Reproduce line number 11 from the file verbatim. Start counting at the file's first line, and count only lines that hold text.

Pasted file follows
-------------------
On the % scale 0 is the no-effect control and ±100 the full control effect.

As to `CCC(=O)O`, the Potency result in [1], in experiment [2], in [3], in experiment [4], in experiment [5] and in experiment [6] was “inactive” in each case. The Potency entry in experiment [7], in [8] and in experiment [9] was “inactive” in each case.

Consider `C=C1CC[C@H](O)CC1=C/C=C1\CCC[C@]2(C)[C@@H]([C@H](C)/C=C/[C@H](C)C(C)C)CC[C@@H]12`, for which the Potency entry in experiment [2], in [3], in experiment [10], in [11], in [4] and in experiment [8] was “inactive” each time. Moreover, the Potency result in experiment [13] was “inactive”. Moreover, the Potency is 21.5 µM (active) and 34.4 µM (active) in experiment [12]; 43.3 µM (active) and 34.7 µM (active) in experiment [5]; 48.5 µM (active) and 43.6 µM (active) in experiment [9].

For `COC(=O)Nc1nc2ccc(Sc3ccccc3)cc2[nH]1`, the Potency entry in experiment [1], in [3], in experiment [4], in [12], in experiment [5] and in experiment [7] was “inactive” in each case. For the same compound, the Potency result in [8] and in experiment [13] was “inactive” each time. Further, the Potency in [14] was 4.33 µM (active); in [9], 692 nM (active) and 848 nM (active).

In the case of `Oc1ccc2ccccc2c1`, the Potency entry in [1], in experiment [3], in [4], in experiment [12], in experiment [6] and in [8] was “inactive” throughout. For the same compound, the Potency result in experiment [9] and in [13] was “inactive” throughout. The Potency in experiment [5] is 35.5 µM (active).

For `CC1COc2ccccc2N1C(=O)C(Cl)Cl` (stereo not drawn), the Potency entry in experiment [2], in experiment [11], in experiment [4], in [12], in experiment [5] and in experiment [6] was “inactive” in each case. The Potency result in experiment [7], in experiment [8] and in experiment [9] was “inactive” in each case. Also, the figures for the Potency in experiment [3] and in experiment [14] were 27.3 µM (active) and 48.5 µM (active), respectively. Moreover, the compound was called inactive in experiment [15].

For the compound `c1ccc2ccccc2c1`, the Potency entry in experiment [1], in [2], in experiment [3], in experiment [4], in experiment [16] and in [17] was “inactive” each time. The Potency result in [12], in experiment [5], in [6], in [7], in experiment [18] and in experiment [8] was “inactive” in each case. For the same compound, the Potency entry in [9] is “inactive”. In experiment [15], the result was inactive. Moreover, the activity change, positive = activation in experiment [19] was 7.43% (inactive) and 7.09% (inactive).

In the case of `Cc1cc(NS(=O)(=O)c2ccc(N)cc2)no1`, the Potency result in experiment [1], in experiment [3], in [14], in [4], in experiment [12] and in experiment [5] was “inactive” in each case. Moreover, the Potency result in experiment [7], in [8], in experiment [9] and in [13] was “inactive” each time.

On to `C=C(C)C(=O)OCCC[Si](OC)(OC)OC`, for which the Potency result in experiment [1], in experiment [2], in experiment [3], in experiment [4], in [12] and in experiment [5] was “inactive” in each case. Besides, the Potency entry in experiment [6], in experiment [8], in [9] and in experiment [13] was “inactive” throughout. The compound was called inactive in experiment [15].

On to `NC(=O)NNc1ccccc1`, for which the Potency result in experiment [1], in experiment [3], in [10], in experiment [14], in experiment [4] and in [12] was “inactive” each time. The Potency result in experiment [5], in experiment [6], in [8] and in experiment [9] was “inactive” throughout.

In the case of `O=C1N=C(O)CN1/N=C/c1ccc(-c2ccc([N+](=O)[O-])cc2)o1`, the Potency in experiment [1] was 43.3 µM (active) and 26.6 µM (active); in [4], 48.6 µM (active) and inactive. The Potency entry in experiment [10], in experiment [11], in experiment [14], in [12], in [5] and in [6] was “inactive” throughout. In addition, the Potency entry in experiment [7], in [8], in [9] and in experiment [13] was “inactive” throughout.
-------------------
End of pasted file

In the case of `O=C1N=C(O)CN1/N=C/c1ccc(-c2ccc([N+](=O)[O-])cc2)o1`, the Potency in experiment [1] was 43.3 µM (active) and 26.6 µM (active); in [4], 48.6 µM (active) and inactive. The Potency entry in experiment [10], in experiment [11], in experiment [14], in [12], in [5] and in [6] was “inactive” throughout. In addition, the Potency entry in experiment [7], in [8], in [9] and in experiment [13] was “inactive” throughout.